Costs associated with this course

Students are responsible for meeting the cost of essential textbooks, and of producing such essays, assignments, laboratory reports and dissertations as are required to fulfil the academic requirements for each programme of study.

In addition to this, students registered for this programme typically also have to pay for:

Printing and copyingWhere possible, coursework such as essays, projects and dissertations is likely to be submitted on line. However, there are some items where it is not possible to submit on line and students will be asked to provide a printed copy. The University printing costs are currently: A4 - 5p per side (black and white) or 25p per side (colour) A3 - 10p per side (black and white) or 50p per side (colour) Please note: Paper sizes not recognised by the printing devices will prompt you to select the size and then charge a minimum of 50p per black and white copy and a maximum of £1 per colour copy. You can pay for your printing by using the money loaders or by using print copy paymentservice by going to Please remember that we are unable to refund any credit that has not been used by the end of your course, so please consider this when topping up your printing/copy account You will be given a printing allowance of £1 per 7.5 ECTS ENGL towards the costs of printing lecture handouts and/or practical scripts. The University Print Centre also offers a printing and copying service as well as a dissertation/binding service. Current printing and copying costs can be found at They also provide a large format printing service, e.g. Academic posters. Details of current costs can be found at£0.05-1.00

There will also be further costs for the following, not purchasable from the University:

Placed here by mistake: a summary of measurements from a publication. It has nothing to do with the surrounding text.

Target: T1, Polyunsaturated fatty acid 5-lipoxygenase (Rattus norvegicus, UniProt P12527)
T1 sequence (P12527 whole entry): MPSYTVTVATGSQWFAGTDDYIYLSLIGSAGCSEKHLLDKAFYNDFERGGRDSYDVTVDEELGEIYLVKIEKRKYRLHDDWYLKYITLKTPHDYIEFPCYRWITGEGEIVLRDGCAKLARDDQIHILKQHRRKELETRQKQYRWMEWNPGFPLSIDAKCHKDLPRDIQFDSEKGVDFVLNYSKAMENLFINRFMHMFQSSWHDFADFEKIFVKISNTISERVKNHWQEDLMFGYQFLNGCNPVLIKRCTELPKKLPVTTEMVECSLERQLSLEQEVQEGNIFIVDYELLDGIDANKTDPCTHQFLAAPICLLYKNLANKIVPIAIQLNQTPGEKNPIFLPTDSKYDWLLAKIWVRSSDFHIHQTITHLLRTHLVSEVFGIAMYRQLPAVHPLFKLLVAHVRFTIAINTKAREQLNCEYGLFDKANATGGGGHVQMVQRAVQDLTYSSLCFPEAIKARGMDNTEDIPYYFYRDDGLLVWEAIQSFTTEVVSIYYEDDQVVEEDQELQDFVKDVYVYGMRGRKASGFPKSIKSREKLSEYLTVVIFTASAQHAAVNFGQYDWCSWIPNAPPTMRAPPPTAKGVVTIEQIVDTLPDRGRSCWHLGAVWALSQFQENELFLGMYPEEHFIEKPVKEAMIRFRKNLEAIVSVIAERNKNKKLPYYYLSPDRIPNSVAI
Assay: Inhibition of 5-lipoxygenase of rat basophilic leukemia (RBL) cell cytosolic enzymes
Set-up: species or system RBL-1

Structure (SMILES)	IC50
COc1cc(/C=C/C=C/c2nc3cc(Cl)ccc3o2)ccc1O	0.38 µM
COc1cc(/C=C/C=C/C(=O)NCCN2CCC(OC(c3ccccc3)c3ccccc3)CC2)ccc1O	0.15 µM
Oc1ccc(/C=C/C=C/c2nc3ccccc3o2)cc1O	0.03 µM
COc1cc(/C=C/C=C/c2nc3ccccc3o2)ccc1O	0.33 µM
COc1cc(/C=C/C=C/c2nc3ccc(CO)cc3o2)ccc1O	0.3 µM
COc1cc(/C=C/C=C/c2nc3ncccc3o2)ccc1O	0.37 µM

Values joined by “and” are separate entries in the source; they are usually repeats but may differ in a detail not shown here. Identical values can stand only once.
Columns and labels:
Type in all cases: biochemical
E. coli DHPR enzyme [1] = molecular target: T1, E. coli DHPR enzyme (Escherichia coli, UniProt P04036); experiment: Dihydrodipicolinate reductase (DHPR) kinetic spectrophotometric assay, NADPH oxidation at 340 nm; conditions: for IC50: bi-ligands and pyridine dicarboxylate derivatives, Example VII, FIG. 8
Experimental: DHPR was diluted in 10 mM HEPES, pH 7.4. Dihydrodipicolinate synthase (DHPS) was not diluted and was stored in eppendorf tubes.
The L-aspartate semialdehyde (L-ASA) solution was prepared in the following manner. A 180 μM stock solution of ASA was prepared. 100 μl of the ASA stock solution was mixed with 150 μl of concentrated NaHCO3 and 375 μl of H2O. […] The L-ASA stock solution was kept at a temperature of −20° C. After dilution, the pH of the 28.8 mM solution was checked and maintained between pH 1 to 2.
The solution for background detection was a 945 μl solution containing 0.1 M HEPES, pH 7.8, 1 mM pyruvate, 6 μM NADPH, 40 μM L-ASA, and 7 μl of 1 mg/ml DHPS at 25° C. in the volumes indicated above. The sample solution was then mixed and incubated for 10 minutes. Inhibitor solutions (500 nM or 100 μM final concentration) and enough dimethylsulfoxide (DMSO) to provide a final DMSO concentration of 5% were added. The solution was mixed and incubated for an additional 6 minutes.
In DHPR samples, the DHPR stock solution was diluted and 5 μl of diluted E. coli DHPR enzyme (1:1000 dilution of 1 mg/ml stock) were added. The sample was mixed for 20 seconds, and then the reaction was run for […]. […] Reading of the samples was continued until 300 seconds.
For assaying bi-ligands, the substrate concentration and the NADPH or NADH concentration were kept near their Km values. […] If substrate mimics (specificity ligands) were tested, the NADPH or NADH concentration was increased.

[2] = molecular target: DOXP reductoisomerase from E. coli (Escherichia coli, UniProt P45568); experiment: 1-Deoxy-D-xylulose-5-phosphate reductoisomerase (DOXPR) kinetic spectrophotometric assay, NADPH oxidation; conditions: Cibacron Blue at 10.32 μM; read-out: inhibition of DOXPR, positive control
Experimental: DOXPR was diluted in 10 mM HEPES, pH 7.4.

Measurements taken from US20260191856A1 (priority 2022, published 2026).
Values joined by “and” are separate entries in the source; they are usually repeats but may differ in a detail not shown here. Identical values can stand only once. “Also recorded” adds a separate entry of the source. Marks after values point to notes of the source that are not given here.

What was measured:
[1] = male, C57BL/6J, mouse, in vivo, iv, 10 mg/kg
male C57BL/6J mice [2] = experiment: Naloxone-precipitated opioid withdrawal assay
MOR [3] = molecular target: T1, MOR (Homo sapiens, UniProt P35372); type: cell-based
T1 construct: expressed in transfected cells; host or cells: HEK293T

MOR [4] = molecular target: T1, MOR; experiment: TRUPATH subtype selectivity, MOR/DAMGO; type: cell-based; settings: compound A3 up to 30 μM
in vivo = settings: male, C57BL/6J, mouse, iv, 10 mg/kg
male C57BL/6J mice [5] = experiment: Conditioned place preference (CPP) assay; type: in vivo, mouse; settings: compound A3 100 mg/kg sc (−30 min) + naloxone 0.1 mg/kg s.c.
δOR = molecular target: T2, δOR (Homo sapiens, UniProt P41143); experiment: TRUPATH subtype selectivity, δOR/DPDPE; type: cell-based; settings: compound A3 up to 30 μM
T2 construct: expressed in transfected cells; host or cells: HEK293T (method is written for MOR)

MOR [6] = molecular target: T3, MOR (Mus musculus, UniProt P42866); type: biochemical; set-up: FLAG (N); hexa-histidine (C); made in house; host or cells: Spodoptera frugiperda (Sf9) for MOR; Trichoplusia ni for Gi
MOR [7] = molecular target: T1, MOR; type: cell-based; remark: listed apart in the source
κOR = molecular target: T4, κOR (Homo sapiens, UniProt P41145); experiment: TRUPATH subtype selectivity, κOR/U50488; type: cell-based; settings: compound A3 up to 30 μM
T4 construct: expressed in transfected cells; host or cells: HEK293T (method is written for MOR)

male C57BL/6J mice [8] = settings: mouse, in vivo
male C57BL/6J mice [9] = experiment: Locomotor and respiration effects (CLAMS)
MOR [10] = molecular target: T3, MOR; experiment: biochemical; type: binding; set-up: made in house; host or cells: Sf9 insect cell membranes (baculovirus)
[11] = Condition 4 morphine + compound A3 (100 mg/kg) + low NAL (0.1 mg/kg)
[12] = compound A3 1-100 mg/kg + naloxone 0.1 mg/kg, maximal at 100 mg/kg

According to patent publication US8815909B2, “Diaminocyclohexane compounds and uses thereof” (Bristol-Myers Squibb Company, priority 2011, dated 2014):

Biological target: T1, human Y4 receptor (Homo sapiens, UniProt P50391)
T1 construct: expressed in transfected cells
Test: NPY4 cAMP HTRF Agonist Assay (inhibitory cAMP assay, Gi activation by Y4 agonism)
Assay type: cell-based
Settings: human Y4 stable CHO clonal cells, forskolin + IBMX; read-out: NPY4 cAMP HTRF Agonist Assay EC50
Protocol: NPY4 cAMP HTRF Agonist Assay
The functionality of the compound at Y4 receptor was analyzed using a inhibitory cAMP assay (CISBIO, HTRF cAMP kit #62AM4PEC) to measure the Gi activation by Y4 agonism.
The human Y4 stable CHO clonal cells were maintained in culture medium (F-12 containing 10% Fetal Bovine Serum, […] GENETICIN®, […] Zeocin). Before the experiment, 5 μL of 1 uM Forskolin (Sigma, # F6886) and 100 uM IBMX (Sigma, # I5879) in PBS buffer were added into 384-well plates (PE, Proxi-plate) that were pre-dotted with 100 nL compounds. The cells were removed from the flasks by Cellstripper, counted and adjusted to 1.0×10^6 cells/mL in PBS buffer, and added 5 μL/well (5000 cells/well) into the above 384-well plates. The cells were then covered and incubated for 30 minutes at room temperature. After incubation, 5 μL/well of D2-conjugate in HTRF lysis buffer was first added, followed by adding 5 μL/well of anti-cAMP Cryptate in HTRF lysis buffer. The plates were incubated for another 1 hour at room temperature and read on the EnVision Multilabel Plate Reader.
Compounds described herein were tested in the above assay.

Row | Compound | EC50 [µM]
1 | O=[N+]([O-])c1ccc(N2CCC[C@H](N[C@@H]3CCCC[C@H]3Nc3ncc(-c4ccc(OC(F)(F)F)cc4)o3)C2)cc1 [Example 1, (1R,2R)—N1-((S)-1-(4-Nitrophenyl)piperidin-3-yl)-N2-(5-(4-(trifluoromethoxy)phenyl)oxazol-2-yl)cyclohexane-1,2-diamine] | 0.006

StationeryYou will be expected to provide your own day-to-day stationery items, e.g. pens, pencils, notebooks, etc. Any specialist stationery items will be specified under the Additional Costs tab of the relevant module profile.
PlacementsPlacements (including Study Abroad Programmes): Students on placement programmes can expect to cover costs for health and travel insurance, accommodation and living expenses; travel costs; visa costs. This will vary depending on which country you are travelling to. Specific details on what additional costs there will be are detailed in the individual module profiles which can be found under the modules tab of the programme details of your programme.
BooksWhere a module specifies core texts these should generally be available on the reserve list in the library. However due to demand, students may prefer to buy their own copies. These can be purchased from any source. Some modules suggest reading texts as optional background reading. The library may hold copies of such texts, or alternatively you may wish to purchase your own copies. Although not essential reading, you may benefit from the additional reading materials for the module.
EquipmentIT - Computer discs or USB drives: Students are expected to provide their own portable data storage device.
EquipmentIT - Software licenses: All software is provided
EquipmentIT - Hardware: It is advisable that students provide their own laptop or personal computer, although shared facilities are available across the University campus.

In some cases you'll be able to choose modules (which may have different costs associated with that module) which will change the overall cost of a programme to you. Please also ensure you read the section on additional costs in the University’s Fees, Charges and Expenses Regulations in the University Calendar available at

Study Locations